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    2. Have to add, seeing your "Commonplace Book" quote: I am an ardent fan of Elizabeth von Arnim!!

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    3. "Expiation" was my first read of hers, and I loved it and will seek out more ... Now I must untangle you from a misdirection - I had "Victorian confection" in my head from a misplaced comment (hence the messy deletion, for which I apologise), the fountain in question is indeed an Art Deco delight. It should not distract you from keeping that aspidistra flying, I hope! In expiation, I shall furnish you with a pic over on Ye Olde Blog :)

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    4. My first was "Elizabeth and her German Garden", me being an ardent gardener. "Enchanted April" is also fine - the (funny, fairy-tale) movie I see once a year in April on DVD. I own all her books, which are a mixture of witty, entertaining and sometimes a bit kitschig plots.

      So: Art Deco - well: I am adaptable. : )

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  4. El Alamein Fountain in Sydney was commissioned as a war memorial to young soldiers from WW2. The first time I ever left for overseas alone (at 17), I felt sick and lonely and wanted to go home to Melbourne. Thankfully El Alamein Fountain provided peace, symmetry and a lovely watery sound.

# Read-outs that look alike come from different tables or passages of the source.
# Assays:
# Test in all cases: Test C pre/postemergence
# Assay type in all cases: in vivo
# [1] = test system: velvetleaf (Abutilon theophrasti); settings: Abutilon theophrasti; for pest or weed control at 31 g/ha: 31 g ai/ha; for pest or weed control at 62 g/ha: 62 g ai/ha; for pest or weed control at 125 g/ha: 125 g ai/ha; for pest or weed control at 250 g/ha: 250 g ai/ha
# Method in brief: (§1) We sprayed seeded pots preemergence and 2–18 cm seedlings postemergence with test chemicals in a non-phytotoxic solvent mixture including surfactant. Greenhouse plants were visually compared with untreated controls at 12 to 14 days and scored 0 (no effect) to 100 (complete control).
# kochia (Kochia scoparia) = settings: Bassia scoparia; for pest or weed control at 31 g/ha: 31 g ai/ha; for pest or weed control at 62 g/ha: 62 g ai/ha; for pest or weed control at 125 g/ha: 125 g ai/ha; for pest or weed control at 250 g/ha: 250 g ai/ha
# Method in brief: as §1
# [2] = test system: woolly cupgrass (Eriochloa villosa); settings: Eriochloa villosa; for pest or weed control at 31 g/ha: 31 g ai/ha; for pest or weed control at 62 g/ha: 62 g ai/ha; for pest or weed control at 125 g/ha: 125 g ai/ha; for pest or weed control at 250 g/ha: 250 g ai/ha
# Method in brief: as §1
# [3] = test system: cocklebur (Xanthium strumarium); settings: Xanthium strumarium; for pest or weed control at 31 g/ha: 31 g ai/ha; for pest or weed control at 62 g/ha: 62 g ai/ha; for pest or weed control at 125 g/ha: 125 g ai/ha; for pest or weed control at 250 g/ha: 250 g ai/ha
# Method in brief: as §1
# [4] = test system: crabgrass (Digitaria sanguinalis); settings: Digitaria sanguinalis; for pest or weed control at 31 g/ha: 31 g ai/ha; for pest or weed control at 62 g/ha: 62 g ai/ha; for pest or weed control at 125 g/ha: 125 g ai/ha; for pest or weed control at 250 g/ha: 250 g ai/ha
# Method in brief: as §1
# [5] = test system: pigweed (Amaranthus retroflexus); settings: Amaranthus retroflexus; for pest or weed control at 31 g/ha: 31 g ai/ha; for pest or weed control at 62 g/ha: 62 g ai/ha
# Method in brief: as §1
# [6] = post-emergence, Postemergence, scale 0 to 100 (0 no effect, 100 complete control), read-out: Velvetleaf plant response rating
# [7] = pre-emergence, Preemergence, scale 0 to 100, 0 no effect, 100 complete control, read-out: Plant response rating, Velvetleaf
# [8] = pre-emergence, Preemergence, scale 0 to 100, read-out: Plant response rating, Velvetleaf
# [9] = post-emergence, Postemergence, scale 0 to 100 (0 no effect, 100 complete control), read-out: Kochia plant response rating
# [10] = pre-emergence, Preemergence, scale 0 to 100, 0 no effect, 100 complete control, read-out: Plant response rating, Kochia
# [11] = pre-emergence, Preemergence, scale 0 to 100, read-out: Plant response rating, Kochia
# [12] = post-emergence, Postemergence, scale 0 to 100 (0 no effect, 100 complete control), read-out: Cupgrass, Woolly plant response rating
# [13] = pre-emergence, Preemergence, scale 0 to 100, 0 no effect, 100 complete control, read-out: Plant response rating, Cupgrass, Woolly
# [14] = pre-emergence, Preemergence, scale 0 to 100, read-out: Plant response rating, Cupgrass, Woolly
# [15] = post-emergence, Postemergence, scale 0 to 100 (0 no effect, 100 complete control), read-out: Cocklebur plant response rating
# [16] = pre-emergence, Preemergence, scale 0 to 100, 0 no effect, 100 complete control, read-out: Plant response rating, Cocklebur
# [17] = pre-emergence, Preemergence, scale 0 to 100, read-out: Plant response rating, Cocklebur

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    1. Dear Hels, that is a very special fountain - it reminds me of a huge dandelion blowball! Very lovely, but also sad - knowing by now that it is a memorial for young soldiers and see the symbolic of it too: young lives so easily carried away, souls flying up. The artist's attempt to offer a sort of reconciling view to make the loss for those who lost a bit more bearable. If that is possible.

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  5. I can think of fountains most everywhere I've worked or lived. There even is a small fountain in the small town nearby. It springs up from the park, in a large paved circle, and children run in it in summer.

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    1. Dear Joanne, children running through the mist of a fountain - that is a view we cherish all over the world. The joy of tickling sparkling water drops!

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  6. I have no fountains to visit nearby. The fountain near your home is quite lovely. I especially like the park setting and the scale of the fountain. Water features are very soothing. The sound of moving water is always enjoyable. Take care, sending love and well wishes. Susan

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    1. Dear Susan, thank you! The place is very special, the daughter of Germany's last emperor lived there when she wanted to have a bit of privacy.
      I think they will start the fountain at the beginning of March - although we have surprising warm weather the last days, which was a very sudden shift.
      Do you have brooks or rivers or lakes nearby?

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    2. Yes, I have a stream that runs through my property. The flow of water and trickling sound is always much enjoyed. The Concord River and Walden Pond are both nearby. Both bodies of water are heavily used for recreation. I enjoy them off season in the quiet.

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    3. A Dream running through your property - that is real luxury! And are you speaking of THE Walden Pond, of Henry David Thoreau?